Violent video games don’t lead to violent crime

I was recently in a discussion about whether violent video games led to violent crime or not.

The main argument from the other side was “well, it’s just obvious isn’t it” and, on a slightly more substance based strand, “kids just think violence such as they experience on a video game is normal and acceptable.”

My argument was that there simply isn’t any evidence for this. I wasn’t going to chase it up or anything but I have work to do that I’m procrastinating from and as I saw a related article in the news just now, I thought I would double check my facts.

A quick consultation of the encyclopedia helpfully points out the bottom line – that Harvard Medical School and the British Medical Journal have both done studies into this topic “have shown no conclusive link between video game usage and violent activity.”

The fact is the evidence shows there isn’t a link between violent video games and kids going out and committing violent crimes.

But I would also goes as far as to say that, if you put some thought into it, it’s actually obvious that there isn’t a link. I think there are two main reasons for this.

The first is that Wikipedia also points out that over the past 20 years violent crime has been consistently in decline whereas sales of video games have been consistently growing. If there was a link we would expect that as more violent video games were sold, violent crime would increase. But it doesn’t. In fact it goes the opposite way. I’m not suggesting that violent video games actually decrease violent crimes but it certainly is evidence against the idea that encourage it.

Secondly, society hasn’t really got any more violent than it used to be.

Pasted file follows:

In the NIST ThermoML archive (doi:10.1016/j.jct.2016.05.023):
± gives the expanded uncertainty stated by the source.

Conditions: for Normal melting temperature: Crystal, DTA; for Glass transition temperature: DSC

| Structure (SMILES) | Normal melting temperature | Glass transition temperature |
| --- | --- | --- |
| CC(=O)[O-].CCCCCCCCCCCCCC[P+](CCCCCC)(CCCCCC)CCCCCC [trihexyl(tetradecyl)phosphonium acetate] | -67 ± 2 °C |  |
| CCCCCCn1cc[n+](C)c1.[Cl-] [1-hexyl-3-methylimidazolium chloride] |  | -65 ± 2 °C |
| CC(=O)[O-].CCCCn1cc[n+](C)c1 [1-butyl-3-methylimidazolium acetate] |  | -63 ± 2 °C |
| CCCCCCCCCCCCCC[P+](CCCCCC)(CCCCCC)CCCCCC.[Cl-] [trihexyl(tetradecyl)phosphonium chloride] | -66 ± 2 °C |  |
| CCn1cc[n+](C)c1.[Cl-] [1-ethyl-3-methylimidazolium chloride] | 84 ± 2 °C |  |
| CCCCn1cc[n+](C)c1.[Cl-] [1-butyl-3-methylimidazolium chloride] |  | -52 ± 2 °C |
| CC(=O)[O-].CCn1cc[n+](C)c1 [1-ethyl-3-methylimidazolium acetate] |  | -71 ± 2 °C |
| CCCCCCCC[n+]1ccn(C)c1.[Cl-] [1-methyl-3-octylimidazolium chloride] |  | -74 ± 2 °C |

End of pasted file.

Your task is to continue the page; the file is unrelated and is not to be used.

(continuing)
Video games may be a relative new comer (although of course the ZX81 is actually older than I am) but the idea of violent games certainly isn’t. For years kids have been running around playing cops and robbers, cowboys and indians, playing with toy soliders and toy guns. Indeed my dad has often told me that one of the must have toys of his era was the Johnny 5 Gun, so called because it had five different modes of shooting. The only difference today is that kids run around a virtual world connected by their X Box Live rather than doing it in real life – which is arguably far more real than in a computer game.

Given these two reasons alone, it does not seem intuative that the popularisation of video games including some which are violent, would automatically lead to violent crime – and you would be right, because the evidence backs up that it doesn’t.



Don't have time to check my blog? Get a weekly email with all the new posts. This is my personal blog, so obviously it is 100% spam free.


Tags: , ,

This entry was posted on Monday, February 22nd, 2010 at 6:23 pm and is filed under Religion & Politics, Thoughts. You can follow any responses to this entry through the RSS 2.0 feed. Both comments and pings are currently closed.